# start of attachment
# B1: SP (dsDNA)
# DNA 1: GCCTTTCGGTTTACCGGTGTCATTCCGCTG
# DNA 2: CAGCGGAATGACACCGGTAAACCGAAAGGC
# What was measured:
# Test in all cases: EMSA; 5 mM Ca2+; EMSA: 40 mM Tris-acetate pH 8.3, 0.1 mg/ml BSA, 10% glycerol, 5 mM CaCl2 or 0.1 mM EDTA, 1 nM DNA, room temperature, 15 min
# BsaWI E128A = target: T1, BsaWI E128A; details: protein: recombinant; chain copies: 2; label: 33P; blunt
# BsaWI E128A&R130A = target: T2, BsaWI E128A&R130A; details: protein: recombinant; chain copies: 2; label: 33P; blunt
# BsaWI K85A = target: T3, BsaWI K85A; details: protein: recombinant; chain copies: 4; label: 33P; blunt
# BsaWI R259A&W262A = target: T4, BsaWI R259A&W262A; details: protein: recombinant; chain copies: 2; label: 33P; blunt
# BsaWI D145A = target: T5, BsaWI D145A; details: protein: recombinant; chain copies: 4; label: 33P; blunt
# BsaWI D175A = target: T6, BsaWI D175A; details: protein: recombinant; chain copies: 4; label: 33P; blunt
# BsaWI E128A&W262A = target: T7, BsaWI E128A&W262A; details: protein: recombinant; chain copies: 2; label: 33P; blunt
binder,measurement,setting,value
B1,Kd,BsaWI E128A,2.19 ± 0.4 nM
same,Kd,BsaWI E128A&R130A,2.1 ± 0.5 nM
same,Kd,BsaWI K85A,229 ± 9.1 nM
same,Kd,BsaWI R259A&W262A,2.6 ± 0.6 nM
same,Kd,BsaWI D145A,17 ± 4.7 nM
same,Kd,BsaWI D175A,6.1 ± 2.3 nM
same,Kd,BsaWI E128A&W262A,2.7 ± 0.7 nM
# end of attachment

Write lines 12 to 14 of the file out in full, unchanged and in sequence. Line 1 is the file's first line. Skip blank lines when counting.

# BsaWI E128A&W262A = target: T7, BsaWI E128A&W262A; details: protein: recombinant; chain copies: 2; label: 33P; blunt
binder,measurement,setting,value
B1,Kd,BsaWI E128A,2.19 ± 0.4 nM